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Public perceptions of opportunities for community-based renewable energy projects

J.C. Rogers, E.A. Simmons, I. Convery and A. Weatherall

Energy Policy, 2008, vol. 36, issue 11, 4217-4226

Abstract: It now widely acknowledged that the UK needs to increase renewable energy capacity and it has been claimed that community-based renewable energy projects, with high levels of public participation, are more likely to be accepted by the public than top-down development of large-scale schemes and may bring additional benefits such as increased engagement with sustainable energy issues. However, little research has investigated public expectations of how people would like to participate in such projects and why. The aim of this study was to explore one rural community's response to a proposed sustainable energy project. A questionnaire survey and semi-structured interviews provided quantitative and qualitative data. There was widespread support for local generation and use of renewable energy, with respondents expecting benefits from a project in terms of increased community spirit and conservation of natural resources. However, desire for active involvement was lower and residents viewed themselves participating as consultees, rather than project leaders. We suggest community renewable energy projects are likely to gain public acceptance but are unlikely to become widespread without greater institutional support.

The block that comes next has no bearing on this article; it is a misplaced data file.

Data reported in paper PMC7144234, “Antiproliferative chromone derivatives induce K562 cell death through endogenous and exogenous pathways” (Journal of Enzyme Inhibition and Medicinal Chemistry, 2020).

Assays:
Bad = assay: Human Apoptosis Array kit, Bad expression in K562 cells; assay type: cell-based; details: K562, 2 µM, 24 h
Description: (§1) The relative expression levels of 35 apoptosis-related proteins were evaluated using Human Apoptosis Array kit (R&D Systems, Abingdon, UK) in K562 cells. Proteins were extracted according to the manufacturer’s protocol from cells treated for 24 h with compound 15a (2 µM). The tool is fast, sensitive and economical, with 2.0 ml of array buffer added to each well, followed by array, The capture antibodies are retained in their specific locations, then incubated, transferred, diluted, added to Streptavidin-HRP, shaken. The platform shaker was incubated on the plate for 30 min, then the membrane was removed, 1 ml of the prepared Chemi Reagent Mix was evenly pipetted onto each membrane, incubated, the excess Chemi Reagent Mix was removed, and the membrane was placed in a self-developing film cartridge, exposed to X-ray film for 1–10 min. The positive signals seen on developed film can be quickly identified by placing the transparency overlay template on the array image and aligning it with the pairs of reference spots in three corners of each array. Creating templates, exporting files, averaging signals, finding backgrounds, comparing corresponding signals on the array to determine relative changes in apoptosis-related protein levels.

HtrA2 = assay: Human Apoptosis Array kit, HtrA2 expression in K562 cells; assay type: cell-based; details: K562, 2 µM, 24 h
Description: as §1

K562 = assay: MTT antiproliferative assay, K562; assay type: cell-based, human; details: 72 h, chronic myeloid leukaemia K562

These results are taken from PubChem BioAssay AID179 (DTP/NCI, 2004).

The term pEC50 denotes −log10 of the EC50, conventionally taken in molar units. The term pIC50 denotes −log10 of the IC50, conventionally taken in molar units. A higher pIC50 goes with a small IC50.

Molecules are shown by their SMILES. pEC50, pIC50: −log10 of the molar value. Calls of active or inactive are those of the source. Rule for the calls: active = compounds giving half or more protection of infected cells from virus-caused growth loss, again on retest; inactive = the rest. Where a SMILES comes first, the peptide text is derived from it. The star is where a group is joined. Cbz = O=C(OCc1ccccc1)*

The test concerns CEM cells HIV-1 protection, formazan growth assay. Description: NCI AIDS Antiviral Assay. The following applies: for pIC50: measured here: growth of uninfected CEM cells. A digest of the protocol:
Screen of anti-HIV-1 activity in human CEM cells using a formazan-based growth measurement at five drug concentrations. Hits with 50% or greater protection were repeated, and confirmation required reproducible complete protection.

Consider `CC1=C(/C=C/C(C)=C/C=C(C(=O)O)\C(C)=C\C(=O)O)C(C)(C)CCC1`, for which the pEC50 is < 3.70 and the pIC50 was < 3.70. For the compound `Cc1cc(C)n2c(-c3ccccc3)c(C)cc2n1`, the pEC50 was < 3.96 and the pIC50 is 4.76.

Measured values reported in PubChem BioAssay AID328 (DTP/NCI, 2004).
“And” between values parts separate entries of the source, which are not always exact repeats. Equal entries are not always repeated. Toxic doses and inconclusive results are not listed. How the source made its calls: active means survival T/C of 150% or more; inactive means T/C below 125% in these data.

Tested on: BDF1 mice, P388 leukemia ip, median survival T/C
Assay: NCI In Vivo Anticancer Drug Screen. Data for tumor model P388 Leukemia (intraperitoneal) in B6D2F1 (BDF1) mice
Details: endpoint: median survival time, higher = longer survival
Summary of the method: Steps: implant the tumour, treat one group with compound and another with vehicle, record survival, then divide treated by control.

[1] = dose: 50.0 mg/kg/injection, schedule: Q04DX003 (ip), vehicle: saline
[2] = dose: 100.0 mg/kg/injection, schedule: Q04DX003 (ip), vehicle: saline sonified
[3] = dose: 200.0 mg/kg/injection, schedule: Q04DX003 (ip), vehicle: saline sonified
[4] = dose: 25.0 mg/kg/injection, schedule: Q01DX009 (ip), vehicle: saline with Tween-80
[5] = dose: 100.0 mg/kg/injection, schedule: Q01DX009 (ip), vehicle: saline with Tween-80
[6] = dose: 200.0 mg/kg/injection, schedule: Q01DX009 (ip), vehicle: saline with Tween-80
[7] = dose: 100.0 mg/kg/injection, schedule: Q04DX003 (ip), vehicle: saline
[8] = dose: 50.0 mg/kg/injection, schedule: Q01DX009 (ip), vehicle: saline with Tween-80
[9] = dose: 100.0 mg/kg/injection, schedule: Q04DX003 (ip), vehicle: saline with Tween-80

Keywords: Renewable; energy; Community; Participation (search for similar items in EconPapers)
Date: 2008
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Handle: RePEc:eee:enepol:v:36:y:2008:i:11:p:4217-4226